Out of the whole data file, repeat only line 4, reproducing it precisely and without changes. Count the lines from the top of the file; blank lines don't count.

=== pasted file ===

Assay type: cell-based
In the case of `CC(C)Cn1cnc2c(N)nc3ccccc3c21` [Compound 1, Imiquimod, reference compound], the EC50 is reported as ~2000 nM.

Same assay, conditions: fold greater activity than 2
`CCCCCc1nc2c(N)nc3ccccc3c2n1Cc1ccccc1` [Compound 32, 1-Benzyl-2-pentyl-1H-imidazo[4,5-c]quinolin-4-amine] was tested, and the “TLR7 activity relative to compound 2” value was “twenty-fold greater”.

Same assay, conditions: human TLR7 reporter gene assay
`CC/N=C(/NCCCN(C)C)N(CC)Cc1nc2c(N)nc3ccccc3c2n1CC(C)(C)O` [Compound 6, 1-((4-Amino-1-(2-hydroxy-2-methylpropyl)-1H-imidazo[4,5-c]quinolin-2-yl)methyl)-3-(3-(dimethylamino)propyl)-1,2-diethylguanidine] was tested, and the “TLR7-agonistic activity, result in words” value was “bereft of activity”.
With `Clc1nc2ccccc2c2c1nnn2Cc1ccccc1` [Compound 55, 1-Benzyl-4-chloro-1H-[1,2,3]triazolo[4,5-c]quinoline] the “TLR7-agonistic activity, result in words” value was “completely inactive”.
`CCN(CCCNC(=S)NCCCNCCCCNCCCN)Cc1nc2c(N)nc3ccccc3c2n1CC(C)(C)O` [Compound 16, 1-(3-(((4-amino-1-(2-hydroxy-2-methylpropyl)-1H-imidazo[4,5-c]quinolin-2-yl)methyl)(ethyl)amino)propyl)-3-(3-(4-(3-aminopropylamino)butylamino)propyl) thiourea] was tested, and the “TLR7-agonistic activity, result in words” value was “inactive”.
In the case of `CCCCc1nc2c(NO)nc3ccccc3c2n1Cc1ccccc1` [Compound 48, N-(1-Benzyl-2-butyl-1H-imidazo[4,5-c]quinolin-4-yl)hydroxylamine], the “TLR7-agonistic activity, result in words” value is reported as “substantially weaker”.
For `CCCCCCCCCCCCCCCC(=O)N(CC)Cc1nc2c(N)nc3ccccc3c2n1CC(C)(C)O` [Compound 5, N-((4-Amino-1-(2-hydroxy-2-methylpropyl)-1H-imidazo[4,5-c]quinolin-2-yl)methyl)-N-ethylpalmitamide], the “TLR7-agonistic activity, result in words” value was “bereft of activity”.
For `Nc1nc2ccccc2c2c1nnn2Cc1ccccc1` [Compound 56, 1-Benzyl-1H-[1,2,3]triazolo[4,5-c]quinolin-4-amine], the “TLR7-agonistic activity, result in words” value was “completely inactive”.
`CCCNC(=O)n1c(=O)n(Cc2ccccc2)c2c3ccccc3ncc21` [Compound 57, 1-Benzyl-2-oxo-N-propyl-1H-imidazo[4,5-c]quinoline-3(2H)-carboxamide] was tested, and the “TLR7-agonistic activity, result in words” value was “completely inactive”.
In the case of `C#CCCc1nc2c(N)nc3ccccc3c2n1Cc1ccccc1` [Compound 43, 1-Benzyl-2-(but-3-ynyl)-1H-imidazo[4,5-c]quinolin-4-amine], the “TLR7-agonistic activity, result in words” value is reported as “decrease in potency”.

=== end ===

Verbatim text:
`CCCCCc1nc2c(N)nc3ccccc3c2n1Cc1ccccc1` [Compound 32, 1-Benzyl-2-pentyl-1H-imidazo[4,5-c]quinolin-4-amine] was tested, and the “TLR7 activity relative to compound 2” value was “twenty-fold greater”.